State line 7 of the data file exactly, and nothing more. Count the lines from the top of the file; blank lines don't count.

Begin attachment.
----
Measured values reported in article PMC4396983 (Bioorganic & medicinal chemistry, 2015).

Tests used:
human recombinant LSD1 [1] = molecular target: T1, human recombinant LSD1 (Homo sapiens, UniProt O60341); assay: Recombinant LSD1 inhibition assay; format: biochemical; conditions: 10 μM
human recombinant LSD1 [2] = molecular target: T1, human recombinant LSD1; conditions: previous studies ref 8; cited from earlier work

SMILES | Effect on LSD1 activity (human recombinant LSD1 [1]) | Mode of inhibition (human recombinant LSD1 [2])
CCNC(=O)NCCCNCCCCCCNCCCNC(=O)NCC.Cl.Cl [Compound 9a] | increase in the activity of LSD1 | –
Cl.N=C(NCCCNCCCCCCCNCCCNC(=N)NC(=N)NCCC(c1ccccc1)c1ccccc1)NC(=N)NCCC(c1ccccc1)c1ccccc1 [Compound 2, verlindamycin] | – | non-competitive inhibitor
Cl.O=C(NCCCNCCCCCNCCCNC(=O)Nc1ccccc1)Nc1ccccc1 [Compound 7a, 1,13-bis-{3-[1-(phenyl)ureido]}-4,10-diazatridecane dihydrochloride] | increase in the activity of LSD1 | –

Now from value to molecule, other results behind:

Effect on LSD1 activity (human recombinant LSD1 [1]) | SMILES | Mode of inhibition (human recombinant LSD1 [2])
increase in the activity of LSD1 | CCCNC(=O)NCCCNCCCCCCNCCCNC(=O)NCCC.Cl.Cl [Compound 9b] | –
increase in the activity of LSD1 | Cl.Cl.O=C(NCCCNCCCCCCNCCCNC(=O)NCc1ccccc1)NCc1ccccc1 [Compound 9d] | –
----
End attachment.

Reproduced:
Cl.N=C(NCCCNCCCCCCCNCCCNC(=N)NC(=N)NCCC(c1ccccc1)c1ccccc1)NC(=N)NCCC(c1ccccc1)c1ccccc1 [Compound 2, verlindamycin] | – | non-competitive inhibitor